How Are the Odds Calculated?

How bookmakers calculate the odds you see before you on the bet is down to a host of varying factors depending on the sport or event. If it is a sport you are betting on, the bookmakers will take into account anything from the team’s recent form, their injuries, recent statistics or any prior history between two teams in a particular fixture. Furthermore, they will also observe and consider any managerial changes in the team and what the past success rate has been of that manager. Therefore various factors in sport can impact how to read betting odds and there is always a difference between the best odds for betting on the market.

Try These Betting Guides & Strategies

With a firm grasp on how to read betting odds and what they mean for your potential future winnings, it would be wise for you to take a look at some of our betting guides and strategies. For example, understanding how accumulator betting works will help you understand how a combination of four selections make up one wager.

There are different kinds of betting such as a system bet where you do not need all your selections to win in order to have a successful bet. You could learn more about combined betting, for example; this is a a bet where the punter places multiple wagers on a series of different selections in order to minimise their risk and maximise their gain. Furthermore, you could read up on a draw-no-bet, which implies that a bet will be successful should the team you wagered on win and will not lose should the team draw the match. However, should the team lose the match, then the wager is lost.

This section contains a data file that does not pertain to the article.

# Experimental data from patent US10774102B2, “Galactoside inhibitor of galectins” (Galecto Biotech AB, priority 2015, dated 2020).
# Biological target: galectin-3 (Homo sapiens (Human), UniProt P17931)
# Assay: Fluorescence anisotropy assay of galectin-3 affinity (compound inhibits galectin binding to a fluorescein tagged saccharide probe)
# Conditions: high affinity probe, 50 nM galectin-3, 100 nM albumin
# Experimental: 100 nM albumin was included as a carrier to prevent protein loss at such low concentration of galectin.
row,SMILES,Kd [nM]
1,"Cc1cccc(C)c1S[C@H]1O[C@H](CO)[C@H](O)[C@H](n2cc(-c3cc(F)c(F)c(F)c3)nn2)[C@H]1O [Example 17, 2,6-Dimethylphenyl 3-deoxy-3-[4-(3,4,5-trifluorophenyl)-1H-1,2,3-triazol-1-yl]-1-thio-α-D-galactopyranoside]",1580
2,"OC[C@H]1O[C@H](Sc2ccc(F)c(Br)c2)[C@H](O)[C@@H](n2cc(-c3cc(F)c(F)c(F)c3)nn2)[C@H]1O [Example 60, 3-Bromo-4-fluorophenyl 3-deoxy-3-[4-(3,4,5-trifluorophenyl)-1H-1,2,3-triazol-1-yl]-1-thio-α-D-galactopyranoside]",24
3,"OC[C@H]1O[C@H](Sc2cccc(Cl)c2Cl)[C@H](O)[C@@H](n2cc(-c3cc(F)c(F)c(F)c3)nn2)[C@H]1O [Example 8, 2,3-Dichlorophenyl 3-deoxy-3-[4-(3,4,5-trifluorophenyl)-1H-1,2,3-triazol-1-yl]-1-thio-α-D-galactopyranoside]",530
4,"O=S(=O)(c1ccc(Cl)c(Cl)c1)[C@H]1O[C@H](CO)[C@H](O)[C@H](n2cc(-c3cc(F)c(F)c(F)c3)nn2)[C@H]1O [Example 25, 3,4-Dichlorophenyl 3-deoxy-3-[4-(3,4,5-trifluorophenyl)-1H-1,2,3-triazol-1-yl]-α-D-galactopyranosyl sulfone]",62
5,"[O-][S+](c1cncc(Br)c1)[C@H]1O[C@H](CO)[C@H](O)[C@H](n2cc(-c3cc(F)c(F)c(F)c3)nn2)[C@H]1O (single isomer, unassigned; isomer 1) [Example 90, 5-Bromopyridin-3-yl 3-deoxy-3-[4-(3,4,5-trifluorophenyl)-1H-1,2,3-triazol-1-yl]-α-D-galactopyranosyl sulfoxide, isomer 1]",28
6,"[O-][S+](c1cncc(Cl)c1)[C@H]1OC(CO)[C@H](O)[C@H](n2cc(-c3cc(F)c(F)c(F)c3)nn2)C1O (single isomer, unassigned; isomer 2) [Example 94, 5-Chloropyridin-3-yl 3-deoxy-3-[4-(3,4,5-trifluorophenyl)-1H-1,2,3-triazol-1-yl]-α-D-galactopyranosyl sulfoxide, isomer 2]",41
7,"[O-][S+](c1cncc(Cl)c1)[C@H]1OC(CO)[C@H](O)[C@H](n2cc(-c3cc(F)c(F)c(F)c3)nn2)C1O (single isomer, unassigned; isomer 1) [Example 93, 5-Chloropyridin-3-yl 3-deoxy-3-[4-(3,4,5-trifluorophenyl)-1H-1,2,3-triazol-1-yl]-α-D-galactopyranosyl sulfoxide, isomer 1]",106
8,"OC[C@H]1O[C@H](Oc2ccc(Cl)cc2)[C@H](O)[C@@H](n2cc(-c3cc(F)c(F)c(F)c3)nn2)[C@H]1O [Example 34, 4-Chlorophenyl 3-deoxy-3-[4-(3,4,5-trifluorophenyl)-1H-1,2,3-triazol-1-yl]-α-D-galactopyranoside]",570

You may as a new punter ask yourself at some point how does a betting exchange work? If so, we've got a great betting exchange guide that should provide all the information you need to know.

These are all useful guides in helping you as a new punter understand all the nuances the world of betting has to offer. You will become a more knowledgeable bettor which will only aid you in trying to maximise your winnings in the future.

We can also help you with specific sporting strategies - such as our cricket betting strategy guide which, when combined with our cricket odds comparison will have you betting with confidence in no time.


Odds can at first seem daunting and difficult to understand how to correlate to certain wagers but, having now read this guide, you are already more knowledgeable than you once were in the environment of betting. You can now as a newer punter feel more at ease when looking for the best odds and understanding what bet is best for you. Learning how to read betting odds is imperative for your future success and with that in mind you are now at least better equipped to join the world of betting.